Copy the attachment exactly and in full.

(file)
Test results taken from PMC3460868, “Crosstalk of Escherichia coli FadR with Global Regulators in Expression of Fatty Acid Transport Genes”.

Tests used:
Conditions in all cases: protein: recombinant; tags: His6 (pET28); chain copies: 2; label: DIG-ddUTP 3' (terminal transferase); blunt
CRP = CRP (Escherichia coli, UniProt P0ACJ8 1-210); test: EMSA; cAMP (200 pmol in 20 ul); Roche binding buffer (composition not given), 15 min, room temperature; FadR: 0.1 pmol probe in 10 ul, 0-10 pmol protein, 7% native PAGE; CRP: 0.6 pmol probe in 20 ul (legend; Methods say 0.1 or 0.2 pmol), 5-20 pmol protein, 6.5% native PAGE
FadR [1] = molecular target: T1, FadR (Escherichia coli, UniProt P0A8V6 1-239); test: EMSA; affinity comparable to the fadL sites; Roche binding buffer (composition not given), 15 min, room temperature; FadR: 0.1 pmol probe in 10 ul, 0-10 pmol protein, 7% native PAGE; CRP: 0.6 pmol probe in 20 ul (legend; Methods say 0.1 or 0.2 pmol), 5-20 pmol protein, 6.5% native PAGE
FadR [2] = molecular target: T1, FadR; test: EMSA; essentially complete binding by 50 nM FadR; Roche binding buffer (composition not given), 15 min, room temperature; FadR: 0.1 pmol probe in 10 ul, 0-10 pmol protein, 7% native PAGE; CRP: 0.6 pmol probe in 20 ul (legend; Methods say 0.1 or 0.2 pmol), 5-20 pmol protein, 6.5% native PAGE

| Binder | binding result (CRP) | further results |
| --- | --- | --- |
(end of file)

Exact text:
Test results taken from PMC3460868, “Crosstalk of Escherichia coli FadR with Global Regulators in Expression of Fatty Acid Transport Genes”.

Tests used:
Conditions in all cases: protein: recombinant; tags: His6 (pET28); chain copies: 2; label: DIG-ddUTP 3' (terminal transferase); blunt
CRP = CRP (Escherichia coli, UniProt P0ACJ8 1-210); test: EMSA; cAMP (200 pmol in 20 ul); Roche binding buffer (composition not given), 15 min, room temperature; FadR: 0.1 pmol probe in 10 ul, 0-10 pmol protein, 7% native PAGE; CRP: 0.6 pmol probe in 20 ul (legend; Methods say 0.1 or 0.2 pmol), 5-20 pmol protein, 6.5% native PAGE
FadR [1] = molecular target: T1, FadR (Escherichia coli, UniProt P0A8V6 1-239); test: EMSA; affinity comparable to the fadL sites; Roche binding buffer (composition not given), 15 min, room temperature; FadR: 0.1 pmol probe in 10 ul, 0-10 pmol protein, 7% native PAGE; CRP: 0.6 pmol probe in 20 ul (legend; Methods say 0.1 or 0.2 pmol), 5-20 pmol protein, 6.5% native PAGE
FadR [2] = molecular target: T1, FadR; test: EMSA; essentially complete binding by 50 nM FadR; Roche binding buffer (composition not given), 15 min, room temperature; FadR: 0.1 pmol probe in 10 ul, 0-10 pmol protein, 7% native PAGE; CRP: 0.6 pmol probe in 20 ul (legend; Methods say 0.1 or 0.2 pmol), 5-20 pmol protein, 6.5% native PAGE

| Binder | binding result (CRP) | further results |
| --- | --- | --- |